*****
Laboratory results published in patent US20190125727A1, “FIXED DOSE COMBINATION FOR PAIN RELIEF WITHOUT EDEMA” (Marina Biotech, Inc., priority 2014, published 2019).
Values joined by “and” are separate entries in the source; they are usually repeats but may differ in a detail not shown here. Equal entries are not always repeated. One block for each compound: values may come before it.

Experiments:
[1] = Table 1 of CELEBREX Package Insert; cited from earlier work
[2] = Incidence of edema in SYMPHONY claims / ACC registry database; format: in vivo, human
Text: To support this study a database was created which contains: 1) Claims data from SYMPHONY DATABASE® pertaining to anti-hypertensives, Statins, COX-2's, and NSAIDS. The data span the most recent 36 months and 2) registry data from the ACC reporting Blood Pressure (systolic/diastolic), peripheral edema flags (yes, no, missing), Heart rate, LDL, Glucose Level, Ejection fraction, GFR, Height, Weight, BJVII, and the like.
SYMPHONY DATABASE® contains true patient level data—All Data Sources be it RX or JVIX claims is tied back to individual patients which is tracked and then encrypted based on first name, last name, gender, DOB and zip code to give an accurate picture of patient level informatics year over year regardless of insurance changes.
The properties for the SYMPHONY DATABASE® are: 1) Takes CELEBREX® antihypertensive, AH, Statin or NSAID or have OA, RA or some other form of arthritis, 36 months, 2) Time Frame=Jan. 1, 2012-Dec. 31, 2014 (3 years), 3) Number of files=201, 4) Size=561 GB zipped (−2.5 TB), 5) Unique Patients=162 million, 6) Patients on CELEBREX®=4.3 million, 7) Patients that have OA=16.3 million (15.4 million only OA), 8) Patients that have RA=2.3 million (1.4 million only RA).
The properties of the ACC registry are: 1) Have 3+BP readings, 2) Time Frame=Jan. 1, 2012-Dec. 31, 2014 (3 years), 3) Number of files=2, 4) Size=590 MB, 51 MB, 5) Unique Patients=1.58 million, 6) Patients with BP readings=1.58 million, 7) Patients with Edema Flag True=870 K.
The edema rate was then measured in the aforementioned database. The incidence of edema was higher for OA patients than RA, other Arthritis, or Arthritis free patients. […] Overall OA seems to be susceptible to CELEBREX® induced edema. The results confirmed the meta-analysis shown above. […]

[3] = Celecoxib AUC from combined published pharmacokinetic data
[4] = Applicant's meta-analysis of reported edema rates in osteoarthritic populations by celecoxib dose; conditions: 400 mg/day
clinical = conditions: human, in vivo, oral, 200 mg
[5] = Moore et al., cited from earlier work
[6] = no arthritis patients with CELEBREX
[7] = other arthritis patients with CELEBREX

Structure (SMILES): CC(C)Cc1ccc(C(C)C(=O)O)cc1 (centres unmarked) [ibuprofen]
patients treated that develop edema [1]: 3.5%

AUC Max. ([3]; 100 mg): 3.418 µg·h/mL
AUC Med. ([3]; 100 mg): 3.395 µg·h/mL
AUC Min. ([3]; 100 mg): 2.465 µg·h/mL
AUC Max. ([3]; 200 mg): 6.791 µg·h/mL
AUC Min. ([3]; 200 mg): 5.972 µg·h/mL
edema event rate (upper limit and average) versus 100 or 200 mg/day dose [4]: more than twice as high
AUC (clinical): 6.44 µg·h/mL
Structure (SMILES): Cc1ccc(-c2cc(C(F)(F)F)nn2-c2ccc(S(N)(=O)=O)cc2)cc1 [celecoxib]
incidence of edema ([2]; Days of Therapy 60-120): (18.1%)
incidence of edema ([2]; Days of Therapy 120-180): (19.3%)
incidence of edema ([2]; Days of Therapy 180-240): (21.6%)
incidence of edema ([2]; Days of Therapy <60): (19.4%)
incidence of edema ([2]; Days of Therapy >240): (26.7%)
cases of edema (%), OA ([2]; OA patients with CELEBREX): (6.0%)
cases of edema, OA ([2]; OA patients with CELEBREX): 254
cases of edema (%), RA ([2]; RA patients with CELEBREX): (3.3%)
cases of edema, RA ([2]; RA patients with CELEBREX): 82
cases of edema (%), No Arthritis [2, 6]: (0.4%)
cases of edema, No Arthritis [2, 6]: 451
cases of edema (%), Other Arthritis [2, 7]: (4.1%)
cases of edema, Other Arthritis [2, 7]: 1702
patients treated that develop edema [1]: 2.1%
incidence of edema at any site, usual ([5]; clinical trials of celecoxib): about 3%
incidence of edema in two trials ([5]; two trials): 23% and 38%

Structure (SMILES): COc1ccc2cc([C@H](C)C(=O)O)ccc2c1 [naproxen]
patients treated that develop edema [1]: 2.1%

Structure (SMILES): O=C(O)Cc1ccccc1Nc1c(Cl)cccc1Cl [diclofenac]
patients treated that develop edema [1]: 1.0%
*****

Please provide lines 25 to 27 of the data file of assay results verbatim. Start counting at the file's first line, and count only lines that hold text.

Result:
AUC (clinical): 6.44 µg·h/mL
Structure (SMILES): Cc1ccc(-c2cc(C(F)(F)F)nn2-c2ccc(S(N)(=O)=O)cc2)cc1 [celecoxib]
incidence of edema ([2]; Days of Therapy 60-120): (18.1%)